The second was my own insight that the integrated complexity of life itself – which is far more complex than the physical Universe – can only be explained in terms of an Intelligent Source.
I believe that the origin of life and reproduction simply cannot be explained from a biological standpoint despite numerous efforts to do so. With every passing year, the more that was discovered about the richness and inherent intelligence of life, the less it seemed likely that a chemical soup could magically generate the genetic code. The difference between life and non-life, it became apparent to me, was ontological and not chemical.
The best confirmation of this radical gulf is Richard Dawkins' comical effort to argue in The God Delusion that the origin of life can be attributed to a "lucky chance." If that's the best argument you have, then the game is over.
No, I did not hear a Voice. It was the evidence itself that led me to this conclusion.
Benjamin Wiker: You are famous for arguing for a presumption of atheism, i.e., as far as arguments for and against the existence of God, the burden of proof lies with the theist. Given that you believe that you only followed the evidence where it led, and it led to theism, it would seem that things have now gone the other way, so that the burden of proof lies with the atheist. He must prove that God doesn't exist. What are your thoughts on that?
Anthony Flew: I note in my book that some philosophers indeed have argued in the past that the burden of proof is on the atheist.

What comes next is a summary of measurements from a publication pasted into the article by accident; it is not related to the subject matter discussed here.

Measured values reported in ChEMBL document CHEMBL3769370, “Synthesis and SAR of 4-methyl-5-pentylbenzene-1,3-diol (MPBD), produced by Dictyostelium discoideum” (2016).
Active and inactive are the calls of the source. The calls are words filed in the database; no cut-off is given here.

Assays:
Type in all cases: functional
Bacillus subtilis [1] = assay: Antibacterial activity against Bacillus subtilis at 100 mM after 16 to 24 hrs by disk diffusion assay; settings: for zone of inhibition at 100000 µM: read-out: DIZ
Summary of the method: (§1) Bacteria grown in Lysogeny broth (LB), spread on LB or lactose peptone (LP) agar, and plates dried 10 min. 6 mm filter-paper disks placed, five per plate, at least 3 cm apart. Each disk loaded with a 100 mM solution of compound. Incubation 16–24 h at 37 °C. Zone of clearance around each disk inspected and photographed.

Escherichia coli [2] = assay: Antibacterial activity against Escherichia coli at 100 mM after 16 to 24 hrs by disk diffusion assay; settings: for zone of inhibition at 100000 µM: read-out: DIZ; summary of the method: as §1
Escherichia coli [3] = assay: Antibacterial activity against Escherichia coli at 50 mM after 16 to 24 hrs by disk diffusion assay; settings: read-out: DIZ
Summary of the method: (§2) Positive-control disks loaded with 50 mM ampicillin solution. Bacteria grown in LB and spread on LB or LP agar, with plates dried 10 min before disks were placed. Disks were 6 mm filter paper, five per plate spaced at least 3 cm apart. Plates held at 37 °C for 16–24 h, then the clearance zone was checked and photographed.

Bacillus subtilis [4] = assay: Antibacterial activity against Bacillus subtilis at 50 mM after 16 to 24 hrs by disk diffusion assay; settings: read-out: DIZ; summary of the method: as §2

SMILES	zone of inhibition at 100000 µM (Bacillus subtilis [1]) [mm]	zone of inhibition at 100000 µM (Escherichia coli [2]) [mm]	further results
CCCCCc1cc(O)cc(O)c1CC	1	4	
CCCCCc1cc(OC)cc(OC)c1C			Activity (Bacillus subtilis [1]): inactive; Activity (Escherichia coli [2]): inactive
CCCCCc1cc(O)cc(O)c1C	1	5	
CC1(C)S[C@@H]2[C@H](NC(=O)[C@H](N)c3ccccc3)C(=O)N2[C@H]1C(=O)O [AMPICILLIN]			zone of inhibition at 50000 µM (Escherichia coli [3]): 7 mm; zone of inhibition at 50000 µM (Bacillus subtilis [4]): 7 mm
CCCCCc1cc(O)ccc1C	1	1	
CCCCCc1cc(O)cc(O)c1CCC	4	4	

I think the origins of the laws of nature and of life and the Universe point clearly to an intelligent Source. The burden of proof is on those who argue to the contrary.
Benjamin Wiker: As for evidence, you cite a lot of the most recent science, yet you remark that your discovery of the Divine did not come through "experiments and equations," but rather, "through an understanding of the structures they unveil and map." Could you explain? Does that mean that the evidence that led you to God is not really, at heart, scientific?
Anthony Flew: It was empirical evidence, the evidence uncovered by the sciences. But it was a philosophical inference drawn from the evidence. Scientists as scientists cannot make these kinds of philosophical inferences. They have to speak as philosophers when they study the philosophical implications of empirical evidence.
Benjamin Wiker: You are obviously aware of the spate of recent books by such atheists as Richard Dawkins and Christopher Hitchens. They think that those who believe in God are behind the times. But you seem to be politely asserting that they are ones who are behind the times, insofar as the latest scientific evidence tends strongly toward—or perhaps even demonstrates—a theistic conclusion. Is that a fair assessment of your position?